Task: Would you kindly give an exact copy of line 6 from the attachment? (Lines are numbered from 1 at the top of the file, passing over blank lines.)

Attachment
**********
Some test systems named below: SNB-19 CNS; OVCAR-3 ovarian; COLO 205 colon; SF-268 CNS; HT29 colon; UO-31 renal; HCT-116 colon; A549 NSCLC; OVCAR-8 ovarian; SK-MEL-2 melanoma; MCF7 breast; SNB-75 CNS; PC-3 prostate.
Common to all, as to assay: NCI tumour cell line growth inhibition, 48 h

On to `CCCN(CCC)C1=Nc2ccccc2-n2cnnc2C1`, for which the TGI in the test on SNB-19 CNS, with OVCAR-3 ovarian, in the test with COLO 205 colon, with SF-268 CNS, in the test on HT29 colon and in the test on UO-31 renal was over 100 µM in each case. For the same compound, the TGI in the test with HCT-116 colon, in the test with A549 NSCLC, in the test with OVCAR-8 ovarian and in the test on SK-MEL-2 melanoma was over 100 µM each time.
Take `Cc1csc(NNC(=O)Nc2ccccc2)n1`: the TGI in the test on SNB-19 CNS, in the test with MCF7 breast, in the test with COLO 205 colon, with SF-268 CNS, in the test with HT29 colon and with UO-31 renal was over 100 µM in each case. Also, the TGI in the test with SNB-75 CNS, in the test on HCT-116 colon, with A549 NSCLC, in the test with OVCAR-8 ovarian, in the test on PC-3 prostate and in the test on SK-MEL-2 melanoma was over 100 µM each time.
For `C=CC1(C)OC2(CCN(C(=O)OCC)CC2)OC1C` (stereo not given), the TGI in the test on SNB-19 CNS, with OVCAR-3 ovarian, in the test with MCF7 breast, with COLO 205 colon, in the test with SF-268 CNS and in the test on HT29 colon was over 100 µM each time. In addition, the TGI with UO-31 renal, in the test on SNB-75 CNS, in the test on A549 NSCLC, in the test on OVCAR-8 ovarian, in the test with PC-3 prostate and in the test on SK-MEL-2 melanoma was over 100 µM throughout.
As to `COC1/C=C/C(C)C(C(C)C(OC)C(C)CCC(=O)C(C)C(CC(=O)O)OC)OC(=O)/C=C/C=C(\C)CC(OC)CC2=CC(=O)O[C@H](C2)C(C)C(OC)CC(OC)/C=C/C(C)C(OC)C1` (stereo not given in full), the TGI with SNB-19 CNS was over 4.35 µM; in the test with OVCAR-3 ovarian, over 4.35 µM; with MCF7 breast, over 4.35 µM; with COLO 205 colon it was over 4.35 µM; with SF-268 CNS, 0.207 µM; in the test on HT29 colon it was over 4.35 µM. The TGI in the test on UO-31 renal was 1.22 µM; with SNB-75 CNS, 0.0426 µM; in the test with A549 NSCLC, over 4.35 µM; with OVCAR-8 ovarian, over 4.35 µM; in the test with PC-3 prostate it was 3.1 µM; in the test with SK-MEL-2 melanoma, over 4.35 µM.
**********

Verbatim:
As to `COC1/C=C/C(C)C(C(C)C(OC)C(C)CCC(=O)C(C)C(CC(=O)O)OC)OC(=O)/C=C/C=C(\C)CC(OC)CC2=CC(=O)O[C@H](C2)C(C)C(OC)CC(OC)/C=C/C(C)C(OC)C1` (stereo not given in full), the TGI with SNB-19 CNS was over 4.35 µM; in the test with OVCAR-3 ovarian, over 4.35 µM; with MCF7 breast, over 4.35 µM; with COLO 205 colon it was over 4.35 µM; with SF-268 CNS, 0.207 µM; in the test on HT29 colon it was over 4.35 µM. The TGI in the test on UO-31 renal was 1.22 µM; with SNB-75 CNS, 0.0426 µM; in the test with A549 NSCLC, over 4.35 µM; with OVCAR-8 ovarian, over 4.35 µM; in the test with PC-3 prostate it was 3.1 µM; in the test with SK-MEL-2 melanoma, over 4.35 µM.